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Try This: Laser Cut and Engrave an LED-Lit Acrylic and Plywood Sign

This project overview walks through the process of constructing an LED-lit sign, from how to cut and engrave the acrylic to laser cutting a sheet of plywood.

Materials Needed

  • 1/4″ (6.35mm) Plywood – 24″ X 48″ (609.6 mm X 1219.2mm) sheet
  • 1/4″ (6.35mm) Acrylic – 12″ X 24″ (304.8mm X 609.6mm) sheet
  • Foil tape
  • Machine screws & nuts
  • Wood glue
  • Spray paint
  • Cuttable LED light strip with adhesive
  • USB extension cord (optional)
  • USB wall adapter (optional)
  • Laser System

For this project, Epilog used a Fusion Pro 48 120w.

Plywood

  • Vector – Speed: 25% // Power: 100% // Frequency: 10%

Acrylic

  • Vector – Speed: 10% // Power: 100% // Frequency: 100%
  • Engraving – Speed: 100% // Power: 50% // Resolution: 500 DPI

Step No. 1: Prepare acrylic

Spray paint the backside of a 12″ X 24″ acrylic sheet. Use any color paint for this (black gives it a sharp contrast. If your acrylic is pre-masked, be sure to unmask one side before painting.

(All images courtesy Epilog Laser)

Step No. 2: Cut plywood

While the paint is drying, cut out the wooden components of the sign. Load the plywood sheet into the machine. If you’re using a smaller device, just be sure to use a sheet of wood that fits and possibly cut out the components in multiple batches.

You can use any wood or other laser-safe material you’d like. It will just affect the weight of your finished sign and the settings you need to use when cutting with the laser. Always refer to your laser manual’s list of recommended materials settings to figure out where to start with speed and power.

In actuality, this 1/4″ plywood is close to 0.2 inches in thickness, which was accounted for in the finger joints of the design file. If you’re working with thicker material, adjust the artwork accordingly.

All of these pieces fit nicely into about two-thirds of the plywood sheet, so we applied the settings of 25% speed, 100% power, and 10 frequency, and send it to the laser to cut them out.

Step No. 3: Paint plywood components

Once you have your plywood pieces, take the parts that will be exposed to the outside of the sign and spray paint them black. This includes the front frame, the side faces, and the back panel. Painting them black will help the rest of the sign blend together, leaving the focus on the sign’s graphics. Once again, you can paint, stain, or otherwise finish the components however you like.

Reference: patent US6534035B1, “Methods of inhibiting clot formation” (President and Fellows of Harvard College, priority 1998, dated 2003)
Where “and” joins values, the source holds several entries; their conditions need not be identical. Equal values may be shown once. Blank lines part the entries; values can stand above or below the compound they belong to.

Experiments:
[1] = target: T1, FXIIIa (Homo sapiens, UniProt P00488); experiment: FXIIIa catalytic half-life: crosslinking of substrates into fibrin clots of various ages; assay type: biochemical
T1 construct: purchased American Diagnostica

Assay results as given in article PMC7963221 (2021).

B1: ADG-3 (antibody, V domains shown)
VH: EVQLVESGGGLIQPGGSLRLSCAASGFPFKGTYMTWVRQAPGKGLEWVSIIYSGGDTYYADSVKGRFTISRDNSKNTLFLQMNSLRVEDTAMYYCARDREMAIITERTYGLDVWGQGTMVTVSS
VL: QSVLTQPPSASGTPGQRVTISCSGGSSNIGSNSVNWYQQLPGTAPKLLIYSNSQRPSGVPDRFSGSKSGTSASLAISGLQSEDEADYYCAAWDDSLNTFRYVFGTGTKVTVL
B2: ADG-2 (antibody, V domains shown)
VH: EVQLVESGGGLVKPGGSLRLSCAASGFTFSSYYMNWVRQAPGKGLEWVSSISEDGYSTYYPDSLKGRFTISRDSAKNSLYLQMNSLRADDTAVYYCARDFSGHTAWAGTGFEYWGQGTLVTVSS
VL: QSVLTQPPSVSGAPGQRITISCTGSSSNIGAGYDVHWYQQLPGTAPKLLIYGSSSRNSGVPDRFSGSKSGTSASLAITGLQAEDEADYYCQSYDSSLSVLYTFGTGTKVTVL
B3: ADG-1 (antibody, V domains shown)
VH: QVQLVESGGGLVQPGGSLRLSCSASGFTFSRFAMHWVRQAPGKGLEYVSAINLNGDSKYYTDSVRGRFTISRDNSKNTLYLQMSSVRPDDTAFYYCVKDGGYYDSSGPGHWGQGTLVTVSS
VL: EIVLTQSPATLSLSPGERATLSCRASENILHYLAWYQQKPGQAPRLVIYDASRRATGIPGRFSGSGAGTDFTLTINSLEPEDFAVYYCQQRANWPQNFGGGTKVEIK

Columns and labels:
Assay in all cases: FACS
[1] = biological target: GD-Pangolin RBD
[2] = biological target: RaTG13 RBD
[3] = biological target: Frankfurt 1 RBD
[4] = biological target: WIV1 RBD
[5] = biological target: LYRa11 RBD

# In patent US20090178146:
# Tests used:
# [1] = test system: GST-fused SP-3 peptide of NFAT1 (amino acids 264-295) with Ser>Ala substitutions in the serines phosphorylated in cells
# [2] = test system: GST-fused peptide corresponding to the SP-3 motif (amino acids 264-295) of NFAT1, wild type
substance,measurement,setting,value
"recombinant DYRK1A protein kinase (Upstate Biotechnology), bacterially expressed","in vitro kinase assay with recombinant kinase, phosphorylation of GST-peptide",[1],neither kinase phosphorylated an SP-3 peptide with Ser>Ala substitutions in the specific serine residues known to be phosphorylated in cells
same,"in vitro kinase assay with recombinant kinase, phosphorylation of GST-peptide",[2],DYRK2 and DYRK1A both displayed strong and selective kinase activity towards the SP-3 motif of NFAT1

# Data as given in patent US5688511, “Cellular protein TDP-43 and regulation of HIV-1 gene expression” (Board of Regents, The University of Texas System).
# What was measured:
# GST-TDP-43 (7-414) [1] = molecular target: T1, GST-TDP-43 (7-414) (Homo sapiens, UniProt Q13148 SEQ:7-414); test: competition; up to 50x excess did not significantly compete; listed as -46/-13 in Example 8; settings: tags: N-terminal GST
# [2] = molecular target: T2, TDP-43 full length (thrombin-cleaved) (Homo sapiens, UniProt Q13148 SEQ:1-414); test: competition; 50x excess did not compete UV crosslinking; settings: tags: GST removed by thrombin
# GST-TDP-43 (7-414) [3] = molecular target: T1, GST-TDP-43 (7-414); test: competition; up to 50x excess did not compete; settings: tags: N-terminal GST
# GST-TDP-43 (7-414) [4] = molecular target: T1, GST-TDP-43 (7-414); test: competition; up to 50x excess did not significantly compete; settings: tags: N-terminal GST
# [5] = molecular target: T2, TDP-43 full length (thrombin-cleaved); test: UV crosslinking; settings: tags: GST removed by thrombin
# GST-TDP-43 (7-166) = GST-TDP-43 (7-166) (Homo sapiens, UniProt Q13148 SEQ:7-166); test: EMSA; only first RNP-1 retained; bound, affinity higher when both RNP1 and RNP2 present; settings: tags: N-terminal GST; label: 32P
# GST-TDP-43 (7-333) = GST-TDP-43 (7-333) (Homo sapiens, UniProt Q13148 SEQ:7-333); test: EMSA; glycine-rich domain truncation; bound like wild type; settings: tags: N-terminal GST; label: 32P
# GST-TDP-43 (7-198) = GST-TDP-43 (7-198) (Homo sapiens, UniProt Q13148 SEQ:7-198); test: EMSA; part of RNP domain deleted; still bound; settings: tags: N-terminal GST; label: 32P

Step No. 4: Engrave acrylic

While the painted pieces dry, engrave the painted acrylic with your chosen graphic. We used a 12″ x 24″ sheet and cut out a rectangle slightly smaller than that. We also made sure the acrylic has rounded corners. These corners will be covered by the front frame of the sign and ensure no issues come up from the fit being too snug.

Engrave on the backside of the acrylic. You want to mirror the graphic to make sure it reads correctly when viewed from the front. Print the graphic to the laser and let the machine go to work.

Adjust your settings appropriately. For this, we used 100% speed, 50% power, and a resolution of 500 DPI for the engraving, and 10% speed, 100% power, and 100% frequency for the cutting.

Step No. 5: Assemble sign

Start with creating the inner frame by gluing together the corners, using some 1-2-3 blocks to help make sure we’re achieving right angles. Also, glue in the corner faces (it provides a surface for mounting).

Then attach the side faces of the outer frame. Be sure to flip the inner frame over so the flat corner faces are on the ground. This ensures a lip is created on the inside of the outer frame. This lip is where you’ll insert the acrylic front.

Once that’s done, apply foil tape to the inner surfaces of the frame. Cover the inside of the box with reflective material. This material will allow the light from the LEDs to bounce around and evenly illuminate. Apply the tape to the frame, and then apply it to the interior side of our back panel.

Go back with a precision blade and a screwdriver to make sure the various mounting holes are not blocked.

Secure the back panel with a few nuts and bolts. Then it’s time to add the adhesive LED light strips.

Next, lay the frame on its back and lay the acrylic sheet onto the lip created by the inner frame.

Test the LEDs to make sure everything’s working correctly. Then glue on the front frame. Then, plug the sign in, and you’re set.

Hopefully, this project inspires you to think about how a laser machine can be used to engrave detailed graphics and be used in the production of parts and pieces.

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Jeremiah Jekich

Jeremiah Jekich is a web developer at Epilog Laser. He's been with the company since August 2016.

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